Final step of refinishing a floor

I just bought a house and spent the last weekend sanding and staining the wood floor. Everything has gone according to plan until last night. On Monday I applied oil based polyU and let it try for 2 days. Last night I rented an orbital sander to buff the floors but the pads they gave me didn't work. They were very "sticky" and the sander could not spin at speed. Basically I could not finish the floors. My question: 1) Do you need to buff/sand after applying an oil based PolyU. I see conflicting advice online and it seems that the floors are fine right now. There are some small areas that have bubbles which I could buff out with a small hand sander but do I need to sand the whole house? 2) The PolyU manufacturer recommends only one coat. The floors right now look good and seem well protected. Any advice here?
Thanks Firas
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If one coat was recommended, then leave it as is. There may be areas where you need touch up later, and letting the finish cure hard for that operation will make the needed touch sanding much easier. Random orbital sanders are innocent looking tools, but they can really remove a lot of material in a hurry. Not sure why you would want to buff a floor finish since they all look pretty good once applied and cured. HTH
Joe
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I've never heard of a one coat polyurethane floor finish. Who makes it?
One reason to buff out a floor is if there was dust in the room or schmutzes on the pad applicator. Another is trying to knock down a high gloss finish to a satin finish. The first is far easier to deal with before the floor finish is applied, and the second is far easier to achieve by using the desired sheen as the final coat.
If you applied only one coat, and there are bubbles - not stuff stuck in the poly, but air trapped under the poly - you have a problem. You sand those out and there will now be pinholes in the floor finish. That is not good. It should be an unbroken film.
I'd hit it with a RO sander and apply another coat of poly.
R
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The big reason to buff "screen" a floor is to knock down the grain raise caused by a water based finish. Shouldn't be as important with an oil based finish.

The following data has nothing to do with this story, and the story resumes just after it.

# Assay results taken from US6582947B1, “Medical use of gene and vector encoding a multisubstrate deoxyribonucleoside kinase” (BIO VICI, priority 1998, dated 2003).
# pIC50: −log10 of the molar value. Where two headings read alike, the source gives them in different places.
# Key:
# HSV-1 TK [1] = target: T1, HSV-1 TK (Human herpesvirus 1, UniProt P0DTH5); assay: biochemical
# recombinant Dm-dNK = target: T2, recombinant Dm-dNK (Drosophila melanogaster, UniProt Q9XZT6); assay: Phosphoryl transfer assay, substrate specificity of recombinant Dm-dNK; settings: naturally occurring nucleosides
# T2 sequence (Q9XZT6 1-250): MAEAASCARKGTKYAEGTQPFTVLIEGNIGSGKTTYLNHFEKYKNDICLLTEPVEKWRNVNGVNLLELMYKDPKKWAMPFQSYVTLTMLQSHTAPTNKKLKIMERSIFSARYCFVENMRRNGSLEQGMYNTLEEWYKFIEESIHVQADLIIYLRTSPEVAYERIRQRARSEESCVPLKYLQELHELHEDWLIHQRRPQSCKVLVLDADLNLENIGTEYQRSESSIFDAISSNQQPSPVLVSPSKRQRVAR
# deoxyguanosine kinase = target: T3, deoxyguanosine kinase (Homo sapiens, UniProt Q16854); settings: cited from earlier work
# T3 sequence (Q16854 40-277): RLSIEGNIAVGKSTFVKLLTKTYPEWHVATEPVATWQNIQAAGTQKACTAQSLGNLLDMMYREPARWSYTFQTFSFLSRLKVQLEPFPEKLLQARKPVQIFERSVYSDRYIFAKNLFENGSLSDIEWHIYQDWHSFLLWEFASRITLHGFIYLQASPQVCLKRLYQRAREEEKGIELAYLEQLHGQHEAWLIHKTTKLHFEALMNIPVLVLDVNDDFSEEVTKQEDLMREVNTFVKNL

Why poly? Seems like the low cost choice after all that work sanding it. I have stopped doing my own floors but the last few I did I used "Bona" water based finishes.
One coat is ridiculous. Why buff (screen) it if you aren't planning a second coat? I would be pissed at whomever sold you that stuff.
JK
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Thanks - sounds like a second coat is the way to go. So I need to do some light sanding first over the whole floor before applying the second coat(other than to get rid of the small area with bubbles), is that correct? Any recommendation on grit of the sandpaper?
Thanks Firas
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The buffer was grabbing because the finish was still too soft, you need at least a week to be able to do that with oil poly. The first sanding is just to knock down the stubs. With oil based poly or Flecto Varathane, etc., and only 48 hours, I like to just get on my hands and knees with some 220 grit paper and give it a very light circular hand sanding "wax on , wax off" (if you've seen the karate kid movie). Wipe it up with some tack rag, then do the final coat.
Most people are using the water based polys these days, those dry very hard in 24 hours and can take a buffer for your first coat knock down. Still have to tack rag it, then put on the last coat. Having used both I like the water-based poly better.
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Thanks - looks like that is what I will be doing next week.
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If all you have is a little "first coat stubble" and not a huge amount of square footage, then I would just give it a light hand sanding, really not much other than getting some roughness out, IOW the idea is not to remove poly just stubble. You should see a fine white powder develop as you hand sand, just stay at that consistent rate across the room, job should go fast. Then apply your second coat of oil-based poly, (you cant go to water-based at this point). It will probably look great after the second coat beacuse that coat will sit smooth as long as you dont shake the can and make bubbles. I did my entire first home like this with Flecto Varathane which is basically an oil- poly, it wowed everyone who saw it. Of course I was only 23 years old then, I'm 53 now so I would probably hire someone;)
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